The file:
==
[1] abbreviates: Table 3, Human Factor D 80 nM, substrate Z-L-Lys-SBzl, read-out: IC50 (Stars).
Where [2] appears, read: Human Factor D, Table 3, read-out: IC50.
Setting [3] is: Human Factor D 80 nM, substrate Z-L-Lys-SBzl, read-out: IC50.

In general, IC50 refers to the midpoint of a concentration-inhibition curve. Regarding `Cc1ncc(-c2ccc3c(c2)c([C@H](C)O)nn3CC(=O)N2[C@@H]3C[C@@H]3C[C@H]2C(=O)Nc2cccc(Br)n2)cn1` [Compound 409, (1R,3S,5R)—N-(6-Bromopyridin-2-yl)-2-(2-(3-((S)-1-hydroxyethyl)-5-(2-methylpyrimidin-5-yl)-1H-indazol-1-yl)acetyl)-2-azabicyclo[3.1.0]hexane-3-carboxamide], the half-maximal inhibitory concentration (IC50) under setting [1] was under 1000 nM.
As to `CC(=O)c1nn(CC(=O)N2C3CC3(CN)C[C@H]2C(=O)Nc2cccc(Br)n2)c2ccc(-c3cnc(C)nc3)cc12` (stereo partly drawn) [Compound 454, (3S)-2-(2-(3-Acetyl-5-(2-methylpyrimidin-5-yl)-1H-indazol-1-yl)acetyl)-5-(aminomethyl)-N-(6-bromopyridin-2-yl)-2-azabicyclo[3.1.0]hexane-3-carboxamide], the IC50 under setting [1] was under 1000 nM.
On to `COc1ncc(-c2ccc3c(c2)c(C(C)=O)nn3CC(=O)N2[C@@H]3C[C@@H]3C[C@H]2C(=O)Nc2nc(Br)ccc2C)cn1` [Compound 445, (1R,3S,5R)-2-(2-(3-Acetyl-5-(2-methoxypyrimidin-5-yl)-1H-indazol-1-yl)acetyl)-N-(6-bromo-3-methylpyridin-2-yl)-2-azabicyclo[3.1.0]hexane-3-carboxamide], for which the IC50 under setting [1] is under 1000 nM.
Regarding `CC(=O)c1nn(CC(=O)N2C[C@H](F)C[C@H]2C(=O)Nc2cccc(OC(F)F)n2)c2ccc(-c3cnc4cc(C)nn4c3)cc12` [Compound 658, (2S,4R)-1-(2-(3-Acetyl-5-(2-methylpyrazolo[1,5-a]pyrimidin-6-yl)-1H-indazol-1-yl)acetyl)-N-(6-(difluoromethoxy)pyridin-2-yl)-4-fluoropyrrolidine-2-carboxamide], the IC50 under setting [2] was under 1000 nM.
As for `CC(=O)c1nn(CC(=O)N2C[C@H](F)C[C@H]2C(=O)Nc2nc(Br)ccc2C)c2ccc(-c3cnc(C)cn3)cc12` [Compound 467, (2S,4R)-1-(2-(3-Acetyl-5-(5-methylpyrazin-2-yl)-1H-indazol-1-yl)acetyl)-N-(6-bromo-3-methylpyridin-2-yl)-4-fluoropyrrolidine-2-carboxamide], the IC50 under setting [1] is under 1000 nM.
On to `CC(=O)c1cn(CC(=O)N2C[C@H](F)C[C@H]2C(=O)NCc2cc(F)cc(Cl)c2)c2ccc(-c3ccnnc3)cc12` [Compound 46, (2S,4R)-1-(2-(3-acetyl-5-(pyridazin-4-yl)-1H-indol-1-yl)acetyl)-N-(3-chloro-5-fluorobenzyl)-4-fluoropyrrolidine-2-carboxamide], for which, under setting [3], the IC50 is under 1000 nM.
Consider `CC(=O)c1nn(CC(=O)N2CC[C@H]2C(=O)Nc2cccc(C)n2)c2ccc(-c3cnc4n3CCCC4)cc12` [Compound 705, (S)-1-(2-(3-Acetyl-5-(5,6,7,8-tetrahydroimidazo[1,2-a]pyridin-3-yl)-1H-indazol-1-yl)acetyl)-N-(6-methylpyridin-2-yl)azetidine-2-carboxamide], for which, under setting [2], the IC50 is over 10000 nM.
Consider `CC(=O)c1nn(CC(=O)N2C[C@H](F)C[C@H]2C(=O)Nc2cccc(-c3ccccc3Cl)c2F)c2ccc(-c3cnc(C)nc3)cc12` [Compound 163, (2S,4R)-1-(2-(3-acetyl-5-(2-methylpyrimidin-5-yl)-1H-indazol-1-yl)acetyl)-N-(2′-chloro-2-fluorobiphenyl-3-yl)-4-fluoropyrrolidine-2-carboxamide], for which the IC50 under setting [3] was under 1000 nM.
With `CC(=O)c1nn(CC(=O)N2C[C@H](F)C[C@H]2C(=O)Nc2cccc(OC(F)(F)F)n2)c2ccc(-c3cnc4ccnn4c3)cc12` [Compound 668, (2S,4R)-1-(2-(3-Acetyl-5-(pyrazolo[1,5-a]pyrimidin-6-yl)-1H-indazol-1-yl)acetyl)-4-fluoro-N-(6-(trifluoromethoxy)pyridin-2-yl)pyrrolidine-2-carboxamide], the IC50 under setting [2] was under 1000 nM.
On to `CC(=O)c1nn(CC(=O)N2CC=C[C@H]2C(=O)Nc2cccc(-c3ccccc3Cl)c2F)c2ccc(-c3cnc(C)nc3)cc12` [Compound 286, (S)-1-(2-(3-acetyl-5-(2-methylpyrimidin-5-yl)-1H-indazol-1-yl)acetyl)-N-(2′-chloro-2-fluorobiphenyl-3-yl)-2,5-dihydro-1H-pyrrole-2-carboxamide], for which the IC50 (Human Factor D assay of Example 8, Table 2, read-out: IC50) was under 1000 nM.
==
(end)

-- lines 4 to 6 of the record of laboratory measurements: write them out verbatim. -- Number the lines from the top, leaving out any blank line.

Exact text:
In general, IC50 refers to the midpoint of a concentration-inhibition curve. Regarding `Cc1ncc(-c2ccc3c(c2)c([C@H](C)O)nn3CC(=O)N2[C@@H]3C[C@@H]3C[C@H]2C(=O)Nc2cccc(Br)n2)cn1` [Compound 409, (1R,3S,5R)—N-(6-Bromopyridin-2-yl)-2-(2-(3-((S)-1-hydroxyethyl)-5-(2-methylpyrimidin-5-yl)-1H-indazol-1-yl)acetyl)-2-azabicyclo[3.1.0]hexane-3-carboxamide], the half-maximal inhibitory concentration (IC50) under setting [1] was under 1000 nM.
As to `CC(=O)c1nn(CC(=O)N2C3CC3(CN)C[C@H]2C(=O)Nc2cccc(Br)n2)c2ccc(-c3cnc(C)nc3)cc12` (stereo partly drawn) [Compound 454, (3S)-2-(2-(3-Acetyl-5-(2-methylpyrimidin-5-yl)-1H-indazol-1-yl)acetyl)-5-(aminomethyl)-N-(6-bromopyridin-2-yl)-2-azabicyclo[3.1.0]hexane-3-carboxamide], the IC50 under setting [1] was under 1000 nM.
On to `COc1ncc(-c2ccc3c(c2)c(C(C)=O)nn3CC(=O)N2[C@@H]3C[C@@H]3C[C@H]2C(=O)Nc2nc(Br)ccc2C)cn1` [Compound 445, (1R,3S,5R)-2-(2-(3-Acetyl-5-(2-methoxypyrimidin-5-yl)-1H-indazol-1-yl)acetyl)-N-(6-bromo-3-methylpyridin-2-yl)-2-azabicyclo[3.1.0]hexane-3-carboxamide], for which the IC50 under setting [1] is under 1000 nM.